Building a business with your spouse can be immensely rewarding — but what happens if the marriage goes belly-up? Fashion retailers Chris and Tory Burch are finding out just how difficult it can be to run a family business when you’re not a family anymore. By Lynsey Santimays.

1976 to 1981

While studying in England, Christopher Burch, a senior at Ithaca College, decides to launch a men’s sweater company and places a $2,000 order with a Scottish sweater factory.

When the first sweaters arrive smaller than expected, Burch and his brother Robert market them to women and their new venture, Eagle’s Eye, takes off. In 1981, they open an office in New York, where Chris meets his first wife, fashion consultant Susan Cole.

1988 to 1989

In 1988, Tory Robinson graduates from the University of Pennsylvania with a degree in art history. The Valley Forge-raised Robinson heads to Manhattan to begin a career in fashion, starting with entry-level jobs at Zoran, Ralph Lauren and Harper’s Bazaar.

In 1989, the Burch brothers sell Eagle’s Eye to Hong Kong-based Swire Pacific for a reported $60 million.

1993 to 1996

In March 1993, Tory marries William Macklowe, son of prominent real estate developer Harry Macklowe. They split after six months. In 1995, Tory, now director of PR and advertising for Vera Wang, meets the also-divorced Chris Burch, who works for a VC firm in the same building. Tory and Chris marry in December 1996. Chris becomes a founding investor in Internet Capital Group, which invests in tech firms such as Blackboard and LinkShare.


After having three sons — Henry, Nick and Sawyer — Tory decides to launch her own clothing and lifestyle brand. Chris helps her raise capital and Tory designs out of their apartment in Manhattan’s Pierre Hotel. Naming the brand Tory by TRB, she opens a quickly successful store on Elizabeth Street in February.

2005 to 2008

The brand — renamed simply Tory Burch — receives Oprah Winfrey’s endorsement and wins the 2008 CFDA Accessory Designer of the Year award. But while business is booming, the Burch marriage is failing; Chris and Tory divorce in 2006. “Now we’re putting the business and kids first,” Tory says. Retaining his post as co-chair of Tory Burch, Chris launches J. Christopher Capital, a firm to manage his existing investments and support future startups, in 2008.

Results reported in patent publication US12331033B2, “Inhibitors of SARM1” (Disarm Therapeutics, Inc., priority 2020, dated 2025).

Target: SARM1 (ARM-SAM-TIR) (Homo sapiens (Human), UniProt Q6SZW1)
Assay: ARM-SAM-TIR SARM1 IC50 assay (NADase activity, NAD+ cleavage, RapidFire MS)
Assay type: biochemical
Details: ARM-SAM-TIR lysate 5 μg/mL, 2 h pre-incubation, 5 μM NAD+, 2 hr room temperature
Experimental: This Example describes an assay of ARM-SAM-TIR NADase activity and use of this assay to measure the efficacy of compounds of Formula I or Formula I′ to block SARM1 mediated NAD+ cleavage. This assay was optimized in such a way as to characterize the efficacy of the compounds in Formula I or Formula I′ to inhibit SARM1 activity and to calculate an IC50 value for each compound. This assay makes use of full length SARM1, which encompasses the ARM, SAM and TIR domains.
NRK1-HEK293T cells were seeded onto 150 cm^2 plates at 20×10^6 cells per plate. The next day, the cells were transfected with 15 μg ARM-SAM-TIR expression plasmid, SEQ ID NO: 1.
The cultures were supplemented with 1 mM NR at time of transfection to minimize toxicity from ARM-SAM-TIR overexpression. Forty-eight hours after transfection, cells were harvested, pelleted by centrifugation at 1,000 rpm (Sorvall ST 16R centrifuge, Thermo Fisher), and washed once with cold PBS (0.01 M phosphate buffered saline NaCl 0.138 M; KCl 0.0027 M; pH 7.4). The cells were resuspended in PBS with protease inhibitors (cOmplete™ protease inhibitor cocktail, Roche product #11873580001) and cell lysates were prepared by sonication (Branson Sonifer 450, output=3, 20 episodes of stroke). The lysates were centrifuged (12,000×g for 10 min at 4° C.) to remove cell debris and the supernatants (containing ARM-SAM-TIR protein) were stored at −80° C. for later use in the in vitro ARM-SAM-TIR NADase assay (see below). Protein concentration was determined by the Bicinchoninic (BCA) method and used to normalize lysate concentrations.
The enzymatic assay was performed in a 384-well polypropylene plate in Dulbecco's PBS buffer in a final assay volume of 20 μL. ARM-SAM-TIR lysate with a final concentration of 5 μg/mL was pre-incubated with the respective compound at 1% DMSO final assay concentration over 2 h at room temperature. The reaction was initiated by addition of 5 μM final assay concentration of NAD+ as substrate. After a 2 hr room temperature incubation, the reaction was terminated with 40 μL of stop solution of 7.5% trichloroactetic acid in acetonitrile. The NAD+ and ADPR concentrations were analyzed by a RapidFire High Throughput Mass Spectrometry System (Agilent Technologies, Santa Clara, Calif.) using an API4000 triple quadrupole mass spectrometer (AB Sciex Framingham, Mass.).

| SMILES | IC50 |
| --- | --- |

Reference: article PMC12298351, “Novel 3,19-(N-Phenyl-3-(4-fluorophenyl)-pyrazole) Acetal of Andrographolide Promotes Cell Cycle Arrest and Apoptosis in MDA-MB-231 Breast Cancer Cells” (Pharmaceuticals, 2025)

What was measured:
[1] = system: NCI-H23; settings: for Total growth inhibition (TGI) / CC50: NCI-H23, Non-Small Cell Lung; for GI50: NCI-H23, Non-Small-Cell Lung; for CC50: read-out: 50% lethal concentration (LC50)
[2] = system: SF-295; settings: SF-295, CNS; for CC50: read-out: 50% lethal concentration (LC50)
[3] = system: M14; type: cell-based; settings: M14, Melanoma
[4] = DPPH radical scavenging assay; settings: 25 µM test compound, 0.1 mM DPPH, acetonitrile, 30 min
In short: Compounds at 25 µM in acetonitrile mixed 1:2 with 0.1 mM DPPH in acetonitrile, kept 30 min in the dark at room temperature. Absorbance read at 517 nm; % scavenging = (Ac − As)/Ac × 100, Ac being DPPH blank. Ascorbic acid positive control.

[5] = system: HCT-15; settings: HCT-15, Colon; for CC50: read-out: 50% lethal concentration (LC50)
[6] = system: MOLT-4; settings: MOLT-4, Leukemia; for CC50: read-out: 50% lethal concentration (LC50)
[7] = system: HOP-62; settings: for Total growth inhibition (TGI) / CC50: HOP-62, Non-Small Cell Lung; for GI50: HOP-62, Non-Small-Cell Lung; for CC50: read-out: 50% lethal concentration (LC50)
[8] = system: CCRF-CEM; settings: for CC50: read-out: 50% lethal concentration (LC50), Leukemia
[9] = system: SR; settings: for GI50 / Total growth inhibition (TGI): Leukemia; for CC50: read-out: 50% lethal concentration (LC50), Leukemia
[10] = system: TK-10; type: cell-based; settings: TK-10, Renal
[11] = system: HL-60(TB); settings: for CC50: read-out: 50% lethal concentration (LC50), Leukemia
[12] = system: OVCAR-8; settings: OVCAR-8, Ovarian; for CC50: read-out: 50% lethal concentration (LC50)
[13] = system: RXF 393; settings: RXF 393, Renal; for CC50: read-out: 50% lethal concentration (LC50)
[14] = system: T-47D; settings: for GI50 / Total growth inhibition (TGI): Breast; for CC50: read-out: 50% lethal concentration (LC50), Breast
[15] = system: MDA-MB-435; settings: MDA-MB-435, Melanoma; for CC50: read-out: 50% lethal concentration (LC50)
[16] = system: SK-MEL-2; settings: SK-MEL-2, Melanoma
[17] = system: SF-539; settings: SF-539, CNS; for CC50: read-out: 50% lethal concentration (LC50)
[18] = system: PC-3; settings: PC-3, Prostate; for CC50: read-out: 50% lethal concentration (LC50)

Tory Burch, the brand, flourishes, increasing its U.S. presence to 36 boutiques, with nine abroad. Tory Burch, the person, is named one of Forbes’ Most Powerful Women in the World. “My biggest challenge,” Burch tells Forbes, is “being a great mom.” A string of high-profile boyfriends includes cyclist Lance Armstrong, Revlon CEO Ron Perelman and film producer Matt Palmieri.


Still co-chair at Tory Burch, Chris debuts, which sells office supplies, and Monika Chiang, a line of luxury apparel, with girlfriend Monika Chiang. His third endeavor is controversial: C. Wonder, a line of women’s apparel and lifestyle products, so closely mirrors the preppy look of Tory Burch (with lower price tags) that the Times writes, “It’s unclear whether this is an amicable homage or a hostile takeover.”

In December, with Chris’ consent, Tory Burch (the company) hires Barclays Capital to jettison Chris’ shares, valued at $600 million.

January 2012

On Bloomberg TV, Chris announces that C. Wonder plans to open 300 stores in six years. He also calls himself “the founder and largest shareholder of” Tory Burch — yet Tory is co-founder and reportedly an equal shareholder. New York fashionistas whisper that Chris has started C. Wonder because he feels insufficiently credited for the success of Tory Burch — or because he’s still upset over the divorce from Tory.

February-March 2012

The New York Post reports that Tory is “furious” at Chris for “[copying] her business plan” and rumors circulate about possible litigation. Then, at what the Post calls a “boardroom showdown” in late February, Chris relinquishes his title of co-chairman. But tension over C. Wonder remains. “It’s so me,” Chris says of his new venture in a New York magazine profile.

May 2012

Tory Burch is scheduled to open stores in São Paolo, Singapore, Toronto, Macau and Shanghai, bringing its store count to about 85 by the end of this year. Chris Burch builds J. Christopher Capital’s portfolio to include nine new brands — including Electric Love Army, a clothing line with publicist Kelly Cutrone, and a fashion label led by two daughters from his first marriage, Alexandra and Louisa. The company’s apparent name? Trademark.


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